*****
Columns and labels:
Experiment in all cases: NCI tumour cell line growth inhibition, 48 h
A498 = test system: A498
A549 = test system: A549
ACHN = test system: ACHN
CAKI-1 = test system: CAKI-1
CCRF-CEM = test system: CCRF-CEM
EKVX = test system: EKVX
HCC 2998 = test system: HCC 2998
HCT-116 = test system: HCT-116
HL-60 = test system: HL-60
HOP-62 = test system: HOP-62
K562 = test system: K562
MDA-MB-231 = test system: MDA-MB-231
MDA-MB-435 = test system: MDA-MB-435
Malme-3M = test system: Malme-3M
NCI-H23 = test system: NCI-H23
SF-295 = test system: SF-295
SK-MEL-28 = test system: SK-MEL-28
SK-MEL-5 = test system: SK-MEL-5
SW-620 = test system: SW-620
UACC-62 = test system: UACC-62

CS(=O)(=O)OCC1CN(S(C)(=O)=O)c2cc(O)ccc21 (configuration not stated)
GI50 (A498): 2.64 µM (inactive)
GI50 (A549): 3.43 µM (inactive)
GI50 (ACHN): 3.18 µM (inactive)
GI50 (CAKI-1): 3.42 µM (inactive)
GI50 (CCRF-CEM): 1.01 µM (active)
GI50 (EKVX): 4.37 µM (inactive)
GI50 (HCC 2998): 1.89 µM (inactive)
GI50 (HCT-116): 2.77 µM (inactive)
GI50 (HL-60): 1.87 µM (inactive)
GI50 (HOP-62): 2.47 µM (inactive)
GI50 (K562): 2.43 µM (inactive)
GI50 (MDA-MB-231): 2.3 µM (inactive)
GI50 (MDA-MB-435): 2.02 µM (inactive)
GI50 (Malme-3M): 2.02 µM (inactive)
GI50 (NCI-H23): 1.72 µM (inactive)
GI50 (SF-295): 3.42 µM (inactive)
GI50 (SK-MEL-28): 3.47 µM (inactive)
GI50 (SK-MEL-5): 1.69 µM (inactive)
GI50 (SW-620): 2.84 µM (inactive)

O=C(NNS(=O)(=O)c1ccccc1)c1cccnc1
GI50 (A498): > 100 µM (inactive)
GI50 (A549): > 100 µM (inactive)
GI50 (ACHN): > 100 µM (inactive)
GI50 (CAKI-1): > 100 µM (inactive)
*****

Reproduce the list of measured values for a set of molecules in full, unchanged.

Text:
Columns and labels:
Experiment in all cases: NCI tumour cell line growth inhibition, 48 h
A498 = test system: A498
A549 = test system: A549
ACHN = test system: ACHN
CAKI-1 = test system: CAKI-1
CCRF-CEM = test system: CCRF-CEM
EKVX = test system: EKVX
HCC 2998 = test system: HCC 2998
HCT-116 = test system: HCT-116
HL-60 = test system: HL-60
HOP-62 = test system: HOP-62
K562 = test system: K562
MDA-MB-231 = test system: MDA-MB-231
MDA-MB-435 = test system: MDA-MB-435
Malme-3M = test system: Malme-3M
NCI-H23 = test system: NCI-H23
SF-295 = test system: SF-295
SK-MEL-28 = test system: SK-MEL-28
SK-MEL-5 = test system: SK-MEL-5
SW-620 = test system: SW-620
UACC-62 = test system: UACC-62

CS(=O)(=O)OCC1CN(S(C)(=O)=O)c2cc(O)ccc21 (configuration not stated)
GI50 (A498): 2.64 µM (inactive)
GI50 (A549): 3.43 µM (inactive)
GI50 (ACHN): 3.18 µM (inactive)
GI50 (CAKI-1): 3.42 µM (inactive)
GI50 (CCRF-CEM): 1.01 µM (active)
GI50 (EKVX): 4.37 µM (inactive)
GI50 (HCC 2998): 1.89 µM (inactive)
GI50 (HCT-116): 2.77 µM (inactive)
GI50 (HL-60): 1.87 µM (inactive)
GI50 (HOP-62): 2.47 µM (inactive)
GI50 (K562): 2.43 µM (inactive)
GI50 (MDA-MB-231): 2.3 µM (inactive)
GI50 (MDA-MB-435): 2.02 µM (inactive)
GI50 (Malme-3M): 2.02 µM (inactive)
GI50 (NCI-H23): 1.72 µM (inactive)
GI50 (SF-295): 3.42 µM (inactive)
GI50 (SK-MEL-28): 3.47 µM (inactive)
GI50 (SK-MEL-5): 1.69 µM (inactive)
GI50 (SW-620): 2.84 µM (inactive)

O=C(NNS(=O)(=O)c1ccccc1)c1cccnc1
GI50 (A498): > 100 µM (inactive)
GI50 (A549): > 100 µM (inactive)
GI50 (ACHN): > 100 µM (inactive)
GI50 (CAKI-1): > 100 µM (inactive)